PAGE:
Dear Readers, Thank you for subscribing to The Spark.
My name is Casey Hersch. I am a licensed clinical social worker and founder of LightYourSparkle.Life. As many of you know, I live with autoimmune
illnesses and have a history of childhood trauma, which are my inspirations for the Light Your Sparkle community.
Everyday miracles occur and we assign meaning to everything that happens. However, most of the time we only look at the surface. If we stop for a minute and pay attention to the bigger picture, we find that the universe is always working for our greater good even when the outcome is different than what we expect or think we need.
Recently, I experienced a family crisis, and I made a checklist. Although I got a lot of work done, I missed the bigger picture. As I looked at the surface for answers, I felt more disappointed about my life. I asked myself "why me?" I missed even the simplest details such as not seeing my husband's charming face and how much he needed a haircut. I didn't hear my cats Pawso and Samba cry for affection. I missed my family's messages that my choices for them were not what they wanted for themselves.
When I stepped out of my own way and looked at the bigger picture, I saw so many miracles in my life I could appreciate. I found options that I had not considered and even more opportunities to grow.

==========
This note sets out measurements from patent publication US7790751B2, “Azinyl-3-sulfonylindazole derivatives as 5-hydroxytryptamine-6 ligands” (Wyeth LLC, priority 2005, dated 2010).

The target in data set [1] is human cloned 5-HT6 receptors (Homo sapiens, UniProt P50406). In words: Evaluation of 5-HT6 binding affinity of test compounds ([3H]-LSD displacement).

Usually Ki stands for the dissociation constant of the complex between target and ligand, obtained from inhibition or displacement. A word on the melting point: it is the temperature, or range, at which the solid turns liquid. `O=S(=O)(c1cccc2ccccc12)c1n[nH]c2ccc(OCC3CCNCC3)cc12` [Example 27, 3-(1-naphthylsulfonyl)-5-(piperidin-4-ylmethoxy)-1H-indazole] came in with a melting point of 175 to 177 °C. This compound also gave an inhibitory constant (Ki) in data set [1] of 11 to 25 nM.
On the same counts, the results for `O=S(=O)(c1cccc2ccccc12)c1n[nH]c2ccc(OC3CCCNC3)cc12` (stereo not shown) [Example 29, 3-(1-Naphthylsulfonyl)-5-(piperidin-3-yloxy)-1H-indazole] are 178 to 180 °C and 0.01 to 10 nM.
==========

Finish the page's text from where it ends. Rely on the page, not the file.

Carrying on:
Value in What You Cannot See
Did you know that the structure of water changes when it is exposed to positive or negative messages? Similarly, our thoughts shape our experiences and change the energy in our bodies. Sometimes what we cannot see is the most powerful.
When we only look for meaning in what we can see, we limit our growth, stifle our knowledge, and restrict our destinies. Initially I felt devastated about the outcome of my family crisis. However, I only felt this way because I looked at the surface. When I looked at the bigger picture, I saw the miracles that changed all of us for the better.
When we look at the bigger picture we remember that life is short and we really shouldn't "sweat the small stuff." We also focus more on love, kindness, forgiveness, and making every day count. Actor Robin William's life ended too short, but his insight into the meaning of life reminds us that we all get one trip through. What are you going to do to make life count?
When popstar Debbie Gibson promised me an interview and then didn't follow through, I felt disappointed. I coped with my feelings by depriving myself of her new music and entertainment. I took my anger out on others. However, when I looked at the bigger picture I realized that I had many lessons to learn from my broken childhood dream. Instead of continuing to focus on disappointment, this situation gave me an opportunity for growth. I found healing as a result of a hurtful situation. Now I am more self aware instead of bitter.